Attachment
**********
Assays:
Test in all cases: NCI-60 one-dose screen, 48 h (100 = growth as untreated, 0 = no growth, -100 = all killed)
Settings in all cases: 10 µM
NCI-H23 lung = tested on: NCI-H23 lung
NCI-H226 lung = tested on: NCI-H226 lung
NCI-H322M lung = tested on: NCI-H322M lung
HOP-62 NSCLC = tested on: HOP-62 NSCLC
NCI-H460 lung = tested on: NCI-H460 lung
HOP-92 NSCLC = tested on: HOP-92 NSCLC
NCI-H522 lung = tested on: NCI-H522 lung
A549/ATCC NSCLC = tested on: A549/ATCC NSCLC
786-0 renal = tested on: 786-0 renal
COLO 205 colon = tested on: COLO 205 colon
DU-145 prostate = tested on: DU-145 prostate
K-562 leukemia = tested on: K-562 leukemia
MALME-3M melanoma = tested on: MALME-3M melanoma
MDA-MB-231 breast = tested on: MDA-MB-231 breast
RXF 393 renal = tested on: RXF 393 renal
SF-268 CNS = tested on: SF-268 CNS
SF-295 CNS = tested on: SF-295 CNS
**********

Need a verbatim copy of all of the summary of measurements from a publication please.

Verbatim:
Assays:
Test in all cases: NCI-60 one-dose screen, 48 h (100 = growth as untreated, 0 = no growth, -100 = all killed)
Settings in all cases: 10 µM
NCI-H23 lung = tested on: NCI-H23 lung
NCI-H226 lung = tested on: NCI-H226 lung
NCI-H322M lung = tested on: NCI-H322M lung
HOP-62 NSCLC = tested on: HOP-62 NSCLC
NCI-H460 lung = tested on: NCI-H460 lung
HOP-92 NSCLC = tested on: HOP-92 NSCLC
NCI-H522 lung = tested on: NCI-H522 lung
A549/ATCC NSCLC = tested on: A549/ATCC NSCLC
786-0 renal = tested on: 786-0 renal
COLO 205 colon = tested on: COLO 205 colon
DU-145 prostate = tested on: DU-145 prostate
K-562 leukemia = tested on: K-562 leukemia
MALME-3M melanoma = tested on: MALME-3M melanoma
MDA-MB-231 breast = tested on: MDA-MB-231 breast
RXF 393 renal = tested on: RXF 393 renal
SF-268 CNS = tested on: SF-268 CNS
SF-295 CNS = tested on: SF-295 CNS